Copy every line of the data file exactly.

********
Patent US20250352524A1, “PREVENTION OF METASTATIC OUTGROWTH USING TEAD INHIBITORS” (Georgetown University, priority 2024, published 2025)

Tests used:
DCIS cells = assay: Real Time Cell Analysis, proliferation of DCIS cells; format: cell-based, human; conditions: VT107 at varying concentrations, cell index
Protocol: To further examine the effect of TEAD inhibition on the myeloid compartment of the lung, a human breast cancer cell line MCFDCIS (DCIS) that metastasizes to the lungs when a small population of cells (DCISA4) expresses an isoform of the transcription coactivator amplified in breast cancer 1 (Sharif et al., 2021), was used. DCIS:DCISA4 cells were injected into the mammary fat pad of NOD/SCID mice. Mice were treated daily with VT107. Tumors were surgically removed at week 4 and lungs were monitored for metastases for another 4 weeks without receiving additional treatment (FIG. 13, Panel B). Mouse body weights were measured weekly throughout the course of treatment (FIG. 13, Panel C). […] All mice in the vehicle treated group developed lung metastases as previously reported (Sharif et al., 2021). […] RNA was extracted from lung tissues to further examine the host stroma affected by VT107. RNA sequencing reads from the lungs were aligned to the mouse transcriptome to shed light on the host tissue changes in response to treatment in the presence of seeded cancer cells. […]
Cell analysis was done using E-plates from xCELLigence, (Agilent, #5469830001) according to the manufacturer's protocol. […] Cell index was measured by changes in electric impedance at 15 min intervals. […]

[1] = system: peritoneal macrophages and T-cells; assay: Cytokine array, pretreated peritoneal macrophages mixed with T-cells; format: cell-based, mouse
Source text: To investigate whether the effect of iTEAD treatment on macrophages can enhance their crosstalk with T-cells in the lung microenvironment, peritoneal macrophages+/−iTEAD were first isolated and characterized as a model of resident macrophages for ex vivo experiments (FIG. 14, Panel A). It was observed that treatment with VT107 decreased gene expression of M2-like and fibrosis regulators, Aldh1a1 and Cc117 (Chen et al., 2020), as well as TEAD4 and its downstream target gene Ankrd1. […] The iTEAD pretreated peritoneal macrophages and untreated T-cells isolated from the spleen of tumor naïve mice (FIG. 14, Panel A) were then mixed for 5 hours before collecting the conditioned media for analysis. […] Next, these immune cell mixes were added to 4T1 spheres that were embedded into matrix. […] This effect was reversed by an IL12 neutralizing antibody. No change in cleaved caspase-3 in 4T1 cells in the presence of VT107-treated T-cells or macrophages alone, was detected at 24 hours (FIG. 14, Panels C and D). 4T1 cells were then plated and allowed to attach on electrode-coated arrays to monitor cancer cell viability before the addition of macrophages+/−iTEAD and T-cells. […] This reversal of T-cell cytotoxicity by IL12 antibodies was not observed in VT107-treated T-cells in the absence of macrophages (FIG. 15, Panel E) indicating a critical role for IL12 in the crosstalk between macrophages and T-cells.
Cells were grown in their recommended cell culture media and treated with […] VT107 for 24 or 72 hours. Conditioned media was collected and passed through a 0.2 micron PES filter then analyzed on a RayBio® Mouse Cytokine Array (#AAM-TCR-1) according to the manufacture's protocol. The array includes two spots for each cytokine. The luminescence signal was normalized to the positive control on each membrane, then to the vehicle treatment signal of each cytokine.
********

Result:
Patent US20250352524A1, “PREVENTION OF METASTATIC OUTGROWTH USING TEAD INHIBITORS” (Georgetown University, priority 2024, published 2025)

Tests used:
DCIS cells = assay: Real Time Cell Analysis, proliferation of DCIS cells; format: cell-based, human; conditions: VT107 at varying concentrations, cell index
Protocol: To further examine the effect of TEAD inhibition on the myeloid compartment of the lung, a human breast cancer cell line MCFDCIS (DCIS) that metastasizes to the lungs when a small population of cells (DCISA4) expresses an isoform of the transcription coactivator amplified in breast cancer 1 (Sharif et al., 2021), was used. DCIS:DCISA4 cells were injected into the mammary fat pad of NOD/SCID mice. Mice were treated daily with VT107. Tumors were surgically removed at week 4 and lungs were monitored for metastases for another 4 weeks without receiving additional treatment (FIG. 13, Panel B). Mouse body weights were measured weekly throughout the course of treatment (FIG. 13, Panel C). […] All mice in the vehicle treated group developed lung metastases as previously reported (Sharif et al., 2021). […] RNA was extracted from lung tissues to further examine the host stroma affected by VT107. RNA sequencing reads from the lungs were aligned to the mouse transcriptome to shed light on the host tissue changes in response to treatment in the presence of seeded cancer cells. […]
Cell analysis was done using E-plates from xCELLigence, (Agilent, #5469830001) according to the manufacturer's protocol. […] Cell index was measured by changes in electric impedance at 15 min intervals. […]

[1] = system: peritoneal macrophages and T-cells; assay: Cytokine array, pretreated peritoneal macrophages mixed with T-cells; format: cell-based, mouse
Source text: To investigate whether the effect of iTEAD treatment on macrophages can enhance their crosstalk with T-cells in the lung microenvironment, peritoneal macrophages+/−iTEAD were first isolated and characterized as a model of resident macrophages for ex vivo experiments (FIG. 14, Panel A). It was observed that treatment with VT107 decreased gene expression of M2-like and fibrosis regulators, Aldh1a1 and Cc117 (Chen et al., 2020), as well as TEAD4 and its downstream target gene Ankrd1. […] The iTEAD pretreated peritoneal macrophages and untreated T-cells isolated from the spleen of tumor naïve mice (FIG. 14, Panel A) were then mixed for 5 hours before collecting the conditioned media for analysis. […] Next, these immune cell mixes were added to 4T1 spheres that were embedded into matrix. […] This effect was reversed by an IL12 neutralizing antibody. No change in cleaved caspase-3 in 4T1 cells in the presence of VT107-treated T-cells or macrophages alone, was detected at 24 hours (FIG. 14, Panels C and D). 4T1 cells were then plated and allowed to attach on electrode-coated arrays to monitor cancer cell viability before the addition of macrophages+/−iTEAD and T-cells. […] This reversal of T-cell cytotoxicity by IL12 antibodies was not observed in VT107-treated T-cells in the absence of macrophages (FIG. 15, Panel E) indicating a critical role for IL12 in the crosstalk between macrophages and T-cells.
Cells were grown in their recommended cell culture media and treated with […] VT107 for 24 or 72 hours. Conditioned media was collected and passed through a 0.2 micron PES filter then analyzed on a RayBio® Mouse Cytokine Array (#AAM-TCR-1) according to the manufacture's protocol. The array includes two spots for each cytokine. The luminescence signal was normalized to the positive control on each membrane, then to the vehicle treatment signal of each cytokine.